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    Drug therapies improving refractive outcomes

    Take-home message: Advances in cataract research and therapies such as new alternatives to topical drops are becoming common in ophthalmologist’s strategies.

     

     

     

    Lines continue to blur as to what constitutes refractive surgery, and likely will continue to blur well into the future. Multiple compounds—phenylephrine and ketorolac 1%/0.3%, (Omidria, Omeros) and the “Dropless” line (Tri-Moxi/Tri-moxi-Vanc, Imprimis Pharmaceuticals)—are designed for use in cataract surgery, but their goal is to improve refractive outcomes. 2015 was the year they started to get some serious attention.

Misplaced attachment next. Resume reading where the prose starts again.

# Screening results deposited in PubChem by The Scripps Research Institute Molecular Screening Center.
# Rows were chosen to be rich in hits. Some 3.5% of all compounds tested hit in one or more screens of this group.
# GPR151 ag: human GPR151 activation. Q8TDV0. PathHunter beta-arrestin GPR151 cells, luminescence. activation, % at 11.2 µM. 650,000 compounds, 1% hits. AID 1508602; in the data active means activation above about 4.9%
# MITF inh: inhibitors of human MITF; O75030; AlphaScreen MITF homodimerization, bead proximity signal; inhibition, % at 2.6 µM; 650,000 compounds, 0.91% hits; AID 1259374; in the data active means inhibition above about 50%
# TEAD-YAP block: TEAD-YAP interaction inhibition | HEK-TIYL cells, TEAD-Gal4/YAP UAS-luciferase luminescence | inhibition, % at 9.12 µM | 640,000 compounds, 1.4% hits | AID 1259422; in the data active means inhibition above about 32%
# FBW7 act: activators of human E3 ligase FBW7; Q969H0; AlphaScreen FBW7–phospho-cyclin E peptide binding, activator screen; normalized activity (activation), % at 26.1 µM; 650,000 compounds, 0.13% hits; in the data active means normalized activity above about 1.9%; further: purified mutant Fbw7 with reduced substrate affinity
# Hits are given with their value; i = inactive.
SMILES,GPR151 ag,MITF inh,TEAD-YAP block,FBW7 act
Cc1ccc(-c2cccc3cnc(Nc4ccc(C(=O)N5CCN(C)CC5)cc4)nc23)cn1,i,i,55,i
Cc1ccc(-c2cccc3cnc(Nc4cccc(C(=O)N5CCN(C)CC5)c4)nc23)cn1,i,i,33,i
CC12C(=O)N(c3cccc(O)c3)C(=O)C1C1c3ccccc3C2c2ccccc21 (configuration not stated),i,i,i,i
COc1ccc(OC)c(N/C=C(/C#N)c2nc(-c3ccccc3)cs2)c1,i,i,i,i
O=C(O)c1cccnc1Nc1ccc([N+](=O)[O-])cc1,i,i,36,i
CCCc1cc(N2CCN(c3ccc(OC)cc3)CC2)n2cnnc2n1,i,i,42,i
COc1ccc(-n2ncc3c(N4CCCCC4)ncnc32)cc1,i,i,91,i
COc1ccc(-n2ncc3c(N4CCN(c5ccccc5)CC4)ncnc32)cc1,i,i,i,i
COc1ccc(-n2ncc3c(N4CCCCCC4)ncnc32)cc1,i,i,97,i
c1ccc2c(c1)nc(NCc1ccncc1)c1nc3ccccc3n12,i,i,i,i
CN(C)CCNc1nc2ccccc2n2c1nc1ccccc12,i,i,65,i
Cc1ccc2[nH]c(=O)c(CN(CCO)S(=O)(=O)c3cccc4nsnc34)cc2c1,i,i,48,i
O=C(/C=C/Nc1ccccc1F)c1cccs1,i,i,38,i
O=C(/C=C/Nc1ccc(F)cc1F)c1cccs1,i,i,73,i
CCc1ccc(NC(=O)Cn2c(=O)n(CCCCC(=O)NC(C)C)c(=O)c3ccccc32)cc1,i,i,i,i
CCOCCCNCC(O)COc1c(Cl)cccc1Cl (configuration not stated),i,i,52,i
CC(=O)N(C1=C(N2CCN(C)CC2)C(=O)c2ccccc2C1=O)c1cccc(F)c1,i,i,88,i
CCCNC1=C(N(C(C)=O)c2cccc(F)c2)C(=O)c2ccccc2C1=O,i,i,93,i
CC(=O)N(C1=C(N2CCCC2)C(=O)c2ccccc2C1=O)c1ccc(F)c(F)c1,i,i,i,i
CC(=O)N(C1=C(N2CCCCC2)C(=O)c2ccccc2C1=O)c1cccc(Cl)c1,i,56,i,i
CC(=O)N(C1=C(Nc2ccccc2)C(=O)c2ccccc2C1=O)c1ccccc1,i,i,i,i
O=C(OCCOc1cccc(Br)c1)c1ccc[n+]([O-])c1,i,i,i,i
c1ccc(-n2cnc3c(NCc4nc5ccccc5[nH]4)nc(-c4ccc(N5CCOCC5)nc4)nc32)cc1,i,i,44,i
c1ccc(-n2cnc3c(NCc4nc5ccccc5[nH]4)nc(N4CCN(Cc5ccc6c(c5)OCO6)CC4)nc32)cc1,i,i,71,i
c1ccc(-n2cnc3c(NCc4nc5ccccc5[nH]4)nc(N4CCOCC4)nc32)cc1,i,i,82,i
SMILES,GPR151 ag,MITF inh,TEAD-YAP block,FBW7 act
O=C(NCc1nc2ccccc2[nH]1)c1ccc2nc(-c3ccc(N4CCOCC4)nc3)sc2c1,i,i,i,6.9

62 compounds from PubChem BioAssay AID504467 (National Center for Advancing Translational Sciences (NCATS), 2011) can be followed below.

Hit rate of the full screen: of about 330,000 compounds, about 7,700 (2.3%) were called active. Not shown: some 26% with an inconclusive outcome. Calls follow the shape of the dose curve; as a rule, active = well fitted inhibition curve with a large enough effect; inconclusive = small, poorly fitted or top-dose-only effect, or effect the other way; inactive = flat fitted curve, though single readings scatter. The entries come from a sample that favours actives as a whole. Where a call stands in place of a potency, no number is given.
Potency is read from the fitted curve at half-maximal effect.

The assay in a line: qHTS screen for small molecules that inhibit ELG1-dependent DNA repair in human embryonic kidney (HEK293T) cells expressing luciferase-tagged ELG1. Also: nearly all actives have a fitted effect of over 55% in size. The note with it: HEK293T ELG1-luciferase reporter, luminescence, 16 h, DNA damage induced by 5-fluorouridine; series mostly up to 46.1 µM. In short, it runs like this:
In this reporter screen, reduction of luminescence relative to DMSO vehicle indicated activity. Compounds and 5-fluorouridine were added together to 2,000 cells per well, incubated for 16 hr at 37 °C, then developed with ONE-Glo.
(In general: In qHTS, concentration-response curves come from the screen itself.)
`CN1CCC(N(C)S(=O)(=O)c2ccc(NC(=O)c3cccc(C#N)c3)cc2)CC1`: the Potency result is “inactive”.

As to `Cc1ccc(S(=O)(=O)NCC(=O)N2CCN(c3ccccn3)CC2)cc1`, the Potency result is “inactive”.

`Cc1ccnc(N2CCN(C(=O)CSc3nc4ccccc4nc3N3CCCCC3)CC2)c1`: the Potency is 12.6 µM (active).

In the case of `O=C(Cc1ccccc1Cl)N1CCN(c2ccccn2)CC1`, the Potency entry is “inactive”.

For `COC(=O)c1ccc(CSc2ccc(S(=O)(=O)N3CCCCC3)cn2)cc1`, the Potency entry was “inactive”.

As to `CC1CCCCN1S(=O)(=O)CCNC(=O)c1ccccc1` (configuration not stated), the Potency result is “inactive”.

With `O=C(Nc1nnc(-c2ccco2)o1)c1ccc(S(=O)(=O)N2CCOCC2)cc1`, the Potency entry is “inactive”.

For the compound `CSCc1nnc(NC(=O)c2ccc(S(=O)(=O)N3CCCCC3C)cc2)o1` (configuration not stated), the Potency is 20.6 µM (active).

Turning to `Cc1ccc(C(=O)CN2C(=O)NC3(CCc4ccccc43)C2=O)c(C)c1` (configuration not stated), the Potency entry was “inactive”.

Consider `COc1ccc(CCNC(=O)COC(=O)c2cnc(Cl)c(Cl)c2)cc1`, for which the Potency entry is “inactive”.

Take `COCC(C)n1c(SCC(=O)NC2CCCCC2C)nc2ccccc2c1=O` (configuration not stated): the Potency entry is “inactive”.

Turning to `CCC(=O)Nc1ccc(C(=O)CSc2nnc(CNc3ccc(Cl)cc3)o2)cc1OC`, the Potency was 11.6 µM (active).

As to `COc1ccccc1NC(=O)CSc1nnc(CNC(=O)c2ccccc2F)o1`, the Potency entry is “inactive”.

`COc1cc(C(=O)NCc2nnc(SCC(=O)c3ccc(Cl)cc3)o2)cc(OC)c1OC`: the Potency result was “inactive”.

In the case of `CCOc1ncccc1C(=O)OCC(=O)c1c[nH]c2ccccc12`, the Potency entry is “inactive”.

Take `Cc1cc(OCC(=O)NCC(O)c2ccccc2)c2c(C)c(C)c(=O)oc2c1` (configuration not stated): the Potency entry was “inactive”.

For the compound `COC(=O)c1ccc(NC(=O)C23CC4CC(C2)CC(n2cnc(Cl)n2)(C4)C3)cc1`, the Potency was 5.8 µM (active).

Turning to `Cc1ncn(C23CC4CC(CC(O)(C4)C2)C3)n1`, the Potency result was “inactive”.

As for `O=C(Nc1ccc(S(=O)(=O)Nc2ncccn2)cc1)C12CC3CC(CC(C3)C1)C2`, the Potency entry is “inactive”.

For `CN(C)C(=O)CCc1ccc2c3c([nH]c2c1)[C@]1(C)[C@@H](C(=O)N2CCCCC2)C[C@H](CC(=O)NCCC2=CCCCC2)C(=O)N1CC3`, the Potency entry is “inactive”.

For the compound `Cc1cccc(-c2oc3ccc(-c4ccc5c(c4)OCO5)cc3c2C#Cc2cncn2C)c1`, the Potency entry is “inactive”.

“I’m no longer using topical antibiotics after cataract surgery. This is the year that my practice changed in that respect,” said Robert K. Maloney, MD, Los Angeles. “The evidence in the literature is very clear that intracameral antibiotics reduce the risk of infections, and there's really no evidence that topical antibiotics reduce the risk of infection.”

    Especially as the price of generic topical antibiotics has increased, “there’s a real advantage for a patient in finding alternatives to topical drops,” he said.

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